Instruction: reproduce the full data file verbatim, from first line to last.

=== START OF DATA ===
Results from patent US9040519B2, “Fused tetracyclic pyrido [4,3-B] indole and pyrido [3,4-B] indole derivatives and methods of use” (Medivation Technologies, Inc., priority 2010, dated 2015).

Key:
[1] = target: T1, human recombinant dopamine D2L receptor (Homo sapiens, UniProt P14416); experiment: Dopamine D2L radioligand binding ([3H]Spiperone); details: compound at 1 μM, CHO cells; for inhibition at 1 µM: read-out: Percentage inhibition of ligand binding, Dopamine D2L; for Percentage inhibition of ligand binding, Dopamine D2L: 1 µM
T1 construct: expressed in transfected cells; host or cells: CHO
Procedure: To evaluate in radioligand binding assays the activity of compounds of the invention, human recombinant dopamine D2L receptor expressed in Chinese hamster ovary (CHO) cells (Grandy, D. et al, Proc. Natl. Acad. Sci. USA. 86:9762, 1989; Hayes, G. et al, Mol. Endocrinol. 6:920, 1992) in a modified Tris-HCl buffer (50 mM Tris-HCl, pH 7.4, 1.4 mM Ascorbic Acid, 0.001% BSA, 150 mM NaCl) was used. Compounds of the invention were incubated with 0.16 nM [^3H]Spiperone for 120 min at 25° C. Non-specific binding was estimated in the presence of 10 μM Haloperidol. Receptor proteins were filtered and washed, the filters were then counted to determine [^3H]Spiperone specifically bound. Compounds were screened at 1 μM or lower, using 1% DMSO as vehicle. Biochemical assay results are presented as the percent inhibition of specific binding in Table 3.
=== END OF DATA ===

Results from patent US9040519B2, “Fused tetracyclic pyrido [4,3-B] indole and pyrido [3,4-B] indole derivatives and methods of use” (Medivation Technologies, Inc., priority 2010, dated 2015).

Key:
[1] = target: T1, human recombinant dopamine D2L receptor (Homo sapiens, UniProt P14416); experiment: Dopamine D2L radioligand binding ([3H]Spiperone); details: compound at 1 μM, CHO cells; for inhibition at 1 µM: read-out: Percentage inhibition of ligand binding, Dopamine D2L; for Percentage inhibition of ligand binding, Dopamine D2L: 1 µM
T1 construct: expressed in transfected cells; host or cells: CHO
Procedure: To evaluate in radioligand binding assays the activity of compounds of the invention, human recombinant dopamine D2L receptor expressed in Chinese hamster ovary (CHO) cells (Grandy, D. et al, Proc. Natl. Acad. Sci. USA. 86:9762, 1989; Hayes, G. et al, Mol. Endocrinol. 6:920, 1992) in a modified Tris-HCl buffer (50 mM Tris-HCl, pH 7.4, 1.4 mM Ascorbic Acid, 0.001% BSA, 150 mM NaCl) was used. Compounds of the invention were incubated with 0.16 nM [^3H]Spiperone for 120 min at 25° C. Non-specific binding was estimated in the presence of 10 μM Haloperidol. Receptor proteins were filtered and washed, the filters were then counted to determine [^3H]Spiperone specifically bound. Compounds were screened at 1 μM or lower, using 1% DMSO as vehicle. Biochemical assay results are presented as the percent inhibition of specific binding in Table 3.